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ISSN 1409-6900 | UDK 82+7     Blesok no. 07 | volume II | February-March, 1999



                     Peer-reviewed journal
Blesok no. 07February-March, 1999

The Burden of Mimicry

p. 1
David Albahari


    Many years ago, when I was eight or nine years old and the world was still full of promises, one of my teachers, puzzled by my surname, atypical for Serbia where most surnames end in “ikj”, asked me what I was. I stood up and told him what my father had always told me: that I was a Jew. “But how is it possible”, he said, “I thought that there were no more of you Jews left around.”
    At that time I had no idea what he meant. He was, perhaps, genuinely surprised, without any intention to utter an insult. I was just a kid, and it would take me several years to learn about the horrible story of Holocaust. But his remark stuck deep inside me, and for a while I thought of myself as the living dead.


    Defining Jewish is as difficult as defining Jewish identity, or at least, secular Jewish identity. Growing up in the small, secular Jewish community of former Yugoslavia, I thought that defining Jewish identity was one of our obligations. It seemed to me that everybody else in our multiethnic society was so sure of his/her identity, and that it was only Jews who kept spending endless hours trying to understand who they really were. When we got together in our annual summer camp somewhere on the Adriatic coast, we would have two or three meetings devoted to that subject, and back in our respective Jewish community centers, during the regular weekly meetings of our Youth Clubs, we would try over and over again to come to an acceptable answer. We would mention Jewish tradition and holidays, the beauty of Shabbat, the bond of Hebrew, the light of Zion. But since we were not practising Jews, all these things, although we recognized their importance, did not mean that much to us. And since most of us were children from mixed marriages who chose to follow the Jewish inheritance, we would always come to the same conclusion: Jewish identity was a matter of choice.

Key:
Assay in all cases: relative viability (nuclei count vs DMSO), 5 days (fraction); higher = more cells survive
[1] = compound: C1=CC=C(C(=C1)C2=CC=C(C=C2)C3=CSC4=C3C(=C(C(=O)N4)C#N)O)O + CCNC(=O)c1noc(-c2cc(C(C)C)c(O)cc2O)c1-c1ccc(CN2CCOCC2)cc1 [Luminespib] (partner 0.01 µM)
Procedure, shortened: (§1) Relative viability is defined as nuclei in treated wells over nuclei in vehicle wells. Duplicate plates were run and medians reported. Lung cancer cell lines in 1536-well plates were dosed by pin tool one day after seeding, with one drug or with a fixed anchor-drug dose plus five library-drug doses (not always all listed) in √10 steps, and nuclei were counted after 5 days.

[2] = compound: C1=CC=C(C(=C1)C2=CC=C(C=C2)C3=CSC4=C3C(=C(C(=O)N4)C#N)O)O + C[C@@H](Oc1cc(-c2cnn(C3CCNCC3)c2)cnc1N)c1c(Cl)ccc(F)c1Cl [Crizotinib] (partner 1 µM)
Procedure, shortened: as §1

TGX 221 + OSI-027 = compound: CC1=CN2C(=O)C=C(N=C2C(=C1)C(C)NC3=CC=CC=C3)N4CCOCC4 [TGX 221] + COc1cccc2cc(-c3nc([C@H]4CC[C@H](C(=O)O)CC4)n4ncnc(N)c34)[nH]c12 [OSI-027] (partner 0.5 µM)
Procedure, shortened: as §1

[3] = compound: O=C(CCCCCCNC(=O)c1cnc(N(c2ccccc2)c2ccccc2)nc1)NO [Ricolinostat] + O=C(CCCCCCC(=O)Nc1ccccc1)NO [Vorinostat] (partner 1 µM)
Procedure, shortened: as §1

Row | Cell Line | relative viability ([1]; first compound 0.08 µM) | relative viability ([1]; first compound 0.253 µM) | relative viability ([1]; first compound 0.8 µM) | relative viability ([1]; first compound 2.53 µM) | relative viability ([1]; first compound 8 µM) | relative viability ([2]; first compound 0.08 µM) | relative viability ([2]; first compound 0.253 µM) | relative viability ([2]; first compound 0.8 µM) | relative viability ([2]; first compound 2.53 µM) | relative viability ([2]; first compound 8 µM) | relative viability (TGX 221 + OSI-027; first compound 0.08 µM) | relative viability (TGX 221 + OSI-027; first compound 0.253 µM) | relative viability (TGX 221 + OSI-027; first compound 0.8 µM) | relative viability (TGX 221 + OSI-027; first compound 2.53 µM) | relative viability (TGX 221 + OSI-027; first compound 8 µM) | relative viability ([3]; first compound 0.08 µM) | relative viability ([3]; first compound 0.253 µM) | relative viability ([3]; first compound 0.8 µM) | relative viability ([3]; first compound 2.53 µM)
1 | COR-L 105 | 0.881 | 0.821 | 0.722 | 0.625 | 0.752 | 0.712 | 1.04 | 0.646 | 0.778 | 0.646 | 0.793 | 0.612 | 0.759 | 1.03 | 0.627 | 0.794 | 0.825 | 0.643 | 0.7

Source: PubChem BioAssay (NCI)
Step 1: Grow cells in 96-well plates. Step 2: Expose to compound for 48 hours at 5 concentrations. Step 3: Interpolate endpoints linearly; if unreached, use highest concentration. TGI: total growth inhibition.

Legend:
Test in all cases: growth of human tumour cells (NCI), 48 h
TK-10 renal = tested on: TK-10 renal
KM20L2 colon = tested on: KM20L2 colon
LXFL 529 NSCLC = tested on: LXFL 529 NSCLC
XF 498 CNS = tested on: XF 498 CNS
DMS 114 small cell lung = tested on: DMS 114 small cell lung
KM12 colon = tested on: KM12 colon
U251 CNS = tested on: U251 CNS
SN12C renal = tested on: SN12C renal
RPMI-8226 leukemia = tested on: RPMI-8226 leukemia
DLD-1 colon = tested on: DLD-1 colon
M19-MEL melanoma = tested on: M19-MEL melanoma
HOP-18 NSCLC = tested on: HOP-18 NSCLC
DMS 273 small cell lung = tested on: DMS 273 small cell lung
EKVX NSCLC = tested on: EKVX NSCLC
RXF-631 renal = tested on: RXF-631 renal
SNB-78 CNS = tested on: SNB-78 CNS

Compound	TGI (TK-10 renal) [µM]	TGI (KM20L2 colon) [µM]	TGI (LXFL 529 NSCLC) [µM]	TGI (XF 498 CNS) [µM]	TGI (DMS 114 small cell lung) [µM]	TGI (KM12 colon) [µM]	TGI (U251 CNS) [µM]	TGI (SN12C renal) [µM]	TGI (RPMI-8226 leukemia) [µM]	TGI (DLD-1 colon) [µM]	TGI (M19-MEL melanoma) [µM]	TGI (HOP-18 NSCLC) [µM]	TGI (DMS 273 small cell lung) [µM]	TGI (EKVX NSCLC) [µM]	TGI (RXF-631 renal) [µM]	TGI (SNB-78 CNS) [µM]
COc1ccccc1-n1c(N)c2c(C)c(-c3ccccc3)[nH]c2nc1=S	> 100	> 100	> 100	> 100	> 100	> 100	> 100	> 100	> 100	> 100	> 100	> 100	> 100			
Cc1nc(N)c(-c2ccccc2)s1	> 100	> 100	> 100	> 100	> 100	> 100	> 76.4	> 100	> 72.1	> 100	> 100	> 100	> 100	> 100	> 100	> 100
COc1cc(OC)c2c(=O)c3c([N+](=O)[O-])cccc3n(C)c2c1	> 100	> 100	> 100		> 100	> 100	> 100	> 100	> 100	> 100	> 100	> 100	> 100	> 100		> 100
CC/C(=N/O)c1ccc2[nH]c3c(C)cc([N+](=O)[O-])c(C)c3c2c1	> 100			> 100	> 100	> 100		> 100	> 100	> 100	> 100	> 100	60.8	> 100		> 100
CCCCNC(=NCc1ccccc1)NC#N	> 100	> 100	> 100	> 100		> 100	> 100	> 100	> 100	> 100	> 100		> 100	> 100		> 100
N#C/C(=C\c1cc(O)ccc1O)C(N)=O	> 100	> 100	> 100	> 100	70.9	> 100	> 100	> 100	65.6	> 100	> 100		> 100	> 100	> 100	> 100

The same answer is the only one I can offer when it comes to the question of defining the secular Jewish writer: it is a meter of personal choice. But that answer works only on the individual level. Seen as a group, regardless of their individual choices, Jewish writers display more similarities than differences. In other words, the question of defining Jewish literature remains

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